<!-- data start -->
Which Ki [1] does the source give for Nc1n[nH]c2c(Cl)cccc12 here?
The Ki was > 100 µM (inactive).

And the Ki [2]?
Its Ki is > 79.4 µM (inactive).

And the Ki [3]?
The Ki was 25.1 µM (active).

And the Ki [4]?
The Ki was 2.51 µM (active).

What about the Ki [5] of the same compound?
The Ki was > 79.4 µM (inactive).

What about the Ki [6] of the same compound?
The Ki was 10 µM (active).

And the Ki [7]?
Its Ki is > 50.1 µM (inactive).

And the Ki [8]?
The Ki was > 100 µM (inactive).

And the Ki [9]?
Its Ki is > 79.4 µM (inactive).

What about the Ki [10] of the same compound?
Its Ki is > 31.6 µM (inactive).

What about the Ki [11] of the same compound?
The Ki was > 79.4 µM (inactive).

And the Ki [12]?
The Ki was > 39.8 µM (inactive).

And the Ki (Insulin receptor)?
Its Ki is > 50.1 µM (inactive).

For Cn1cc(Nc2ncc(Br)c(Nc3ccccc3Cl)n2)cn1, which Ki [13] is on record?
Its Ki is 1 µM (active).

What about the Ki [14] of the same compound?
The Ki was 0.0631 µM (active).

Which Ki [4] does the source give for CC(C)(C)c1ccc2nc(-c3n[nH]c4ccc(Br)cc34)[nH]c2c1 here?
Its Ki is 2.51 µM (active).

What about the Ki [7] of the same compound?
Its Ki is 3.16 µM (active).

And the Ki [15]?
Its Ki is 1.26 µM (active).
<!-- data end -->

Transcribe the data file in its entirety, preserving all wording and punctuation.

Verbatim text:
Which Ki [1] does the source give for Nc1n[nH]c2c(Cl)cccc12 here?
The Ki was > 100 µM (inactive).

And the Ki [2]?
Its Ki is > 79.4 µM (inactive).

And the Ki [3]?
The Ki was 25.1 µM (active).

And the Ki [4]?
The Ki was 2.51 µM (active).

What about the Ki [5] of the same compound?
The Ki was > 79.4 µM (inactive).

What about the Ki [6] of the same compound?
The Ki was 10 µM (active).

And the Ki [7]?
Its Ki is > 50.1 µM (inactive).

And the Ki [8]?
The Ki was > 100 µM (inactive).

And the Ki [9]?
Its Ki is > 79.4 µM (inactive).

What about the Ki [10] of the same compound?
Its Ki is > 31.6 µM (inactive).

What about the Ki [11] of the same compound?
The Ki was > 79.4 µM (inactive).

And the Ki [12]?
The Ki was > 39.8 µM (inactive).

And the Ki (Insulin receptor)?
Its Ki is > 50.1 µM (inactive).

For Cn1cc(Nc2ncc(Br)c(Nc3ccccc3Cl)n2)cn1, which Ki [13] is on record?
Its Ki is 1 µM (active).

What about the Ki [14] of the same compound?
The Ki was 0.0631 µM (active).

Which Ki [4] does the source give for CC(C)(C)c1ccc2nc(-c3n[nH]c4ccc(Br)cc34)[nH]c2c1 here?
Its Ki is 2.51 µM (active).

What about the Ki [7] of the same compound?
Its Ki is 3.16 µM (active).

And the Ki [15]?
Its Ki is 1.26 µM (active).